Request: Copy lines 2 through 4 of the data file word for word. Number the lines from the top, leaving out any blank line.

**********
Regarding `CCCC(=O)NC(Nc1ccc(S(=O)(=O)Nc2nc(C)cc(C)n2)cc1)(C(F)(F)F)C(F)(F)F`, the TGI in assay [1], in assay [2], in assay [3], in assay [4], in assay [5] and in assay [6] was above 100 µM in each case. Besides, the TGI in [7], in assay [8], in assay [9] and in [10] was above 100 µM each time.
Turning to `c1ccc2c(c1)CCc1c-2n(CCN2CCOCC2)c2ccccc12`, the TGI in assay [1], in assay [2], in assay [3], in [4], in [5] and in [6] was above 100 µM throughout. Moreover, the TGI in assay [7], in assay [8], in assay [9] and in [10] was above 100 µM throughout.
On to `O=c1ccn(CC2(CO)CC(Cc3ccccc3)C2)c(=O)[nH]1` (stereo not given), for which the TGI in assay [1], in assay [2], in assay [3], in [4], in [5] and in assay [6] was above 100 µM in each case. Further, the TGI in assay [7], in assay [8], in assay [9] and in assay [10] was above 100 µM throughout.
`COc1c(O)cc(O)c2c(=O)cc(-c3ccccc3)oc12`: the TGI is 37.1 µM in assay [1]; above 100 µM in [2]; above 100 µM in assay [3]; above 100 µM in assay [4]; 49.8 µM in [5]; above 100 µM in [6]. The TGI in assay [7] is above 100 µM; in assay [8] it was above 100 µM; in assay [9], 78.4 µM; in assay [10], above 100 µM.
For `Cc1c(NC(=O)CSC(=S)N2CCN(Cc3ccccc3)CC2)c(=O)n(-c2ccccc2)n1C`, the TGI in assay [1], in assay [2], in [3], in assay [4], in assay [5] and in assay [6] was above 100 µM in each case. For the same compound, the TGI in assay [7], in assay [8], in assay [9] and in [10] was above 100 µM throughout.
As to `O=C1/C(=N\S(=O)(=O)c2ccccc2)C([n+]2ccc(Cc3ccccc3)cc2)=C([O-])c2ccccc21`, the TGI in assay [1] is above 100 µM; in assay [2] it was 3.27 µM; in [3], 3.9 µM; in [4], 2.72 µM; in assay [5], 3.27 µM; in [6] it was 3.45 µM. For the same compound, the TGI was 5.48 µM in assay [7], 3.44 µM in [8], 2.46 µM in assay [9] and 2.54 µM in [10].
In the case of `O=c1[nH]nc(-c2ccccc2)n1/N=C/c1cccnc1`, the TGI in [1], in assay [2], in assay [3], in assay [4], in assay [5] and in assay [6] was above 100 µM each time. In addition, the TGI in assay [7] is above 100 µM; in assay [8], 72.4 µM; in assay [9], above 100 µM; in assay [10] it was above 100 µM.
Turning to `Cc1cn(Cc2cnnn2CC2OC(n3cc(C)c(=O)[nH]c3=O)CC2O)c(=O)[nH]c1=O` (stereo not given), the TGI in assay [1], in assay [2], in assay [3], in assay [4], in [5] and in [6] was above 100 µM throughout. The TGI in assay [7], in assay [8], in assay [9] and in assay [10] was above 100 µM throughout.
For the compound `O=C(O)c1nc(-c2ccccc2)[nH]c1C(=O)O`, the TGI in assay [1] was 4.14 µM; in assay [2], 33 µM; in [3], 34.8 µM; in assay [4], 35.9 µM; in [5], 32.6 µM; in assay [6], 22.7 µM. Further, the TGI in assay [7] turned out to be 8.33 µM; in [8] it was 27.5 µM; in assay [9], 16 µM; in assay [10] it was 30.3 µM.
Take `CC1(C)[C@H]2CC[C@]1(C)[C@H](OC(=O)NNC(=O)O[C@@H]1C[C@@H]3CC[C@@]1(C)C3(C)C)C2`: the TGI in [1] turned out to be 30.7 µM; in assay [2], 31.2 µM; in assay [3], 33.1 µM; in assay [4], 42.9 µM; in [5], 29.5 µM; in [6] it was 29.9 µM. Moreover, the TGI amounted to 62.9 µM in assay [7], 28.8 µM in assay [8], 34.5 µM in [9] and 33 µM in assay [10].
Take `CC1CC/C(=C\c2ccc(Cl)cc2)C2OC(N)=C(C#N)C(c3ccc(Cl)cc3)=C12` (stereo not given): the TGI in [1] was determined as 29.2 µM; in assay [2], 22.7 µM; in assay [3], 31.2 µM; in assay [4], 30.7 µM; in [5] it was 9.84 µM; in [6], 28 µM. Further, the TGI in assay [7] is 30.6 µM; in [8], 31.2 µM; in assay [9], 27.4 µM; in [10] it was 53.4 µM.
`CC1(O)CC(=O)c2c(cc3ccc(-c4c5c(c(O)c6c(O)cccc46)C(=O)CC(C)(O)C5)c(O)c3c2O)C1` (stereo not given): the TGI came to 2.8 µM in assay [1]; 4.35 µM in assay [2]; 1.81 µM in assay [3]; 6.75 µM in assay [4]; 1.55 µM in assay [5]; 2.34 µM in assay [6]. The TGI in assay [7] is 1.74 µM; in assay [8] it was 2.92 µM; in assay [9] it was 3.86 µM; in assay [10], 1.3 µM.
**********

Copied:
Turning to `c1ccc2c(c1)CCc1c-2n(CCN2CCOCC2)c2ccccc12`, the TGI in assay [1], in assay [2], in assay [3], in [4], in [5] and in [6] was above 100 µM throughout. Moreover, the TGI in assay [7], in assay [8], in assay [9] and in [10] was above 100 µM throughout.
On to `O=c1ccn(CC2(CO)CC(Cc3ccccc3)C2)c(=O)[nH]1` (stereo not given), for which the TGI in assay [1], in assay [2], in assay [3], in [4], in [5] and in assay [6] was above 100 µM in each case. Further, the TGI in assay [7], in assay [8], in assay [9] and in assay [10] was above 100 µM throughout.
`COc1c(O)cc(O)c2c(=O)cc(-c3ccccc3)oc12`: the TGI is 37.1 µM in assay [1]; above 100 µM in [2]; above 100 µM in assay [3]; above 100 µM in assay [4]; 49.8 µM in [5]; above 100 µM in [6]. The TGI in assay [7] is above 100 µM; in assay [8] it was above 100 µM; in assay [9], 78.4 µM; in assay [10], above 100 µM.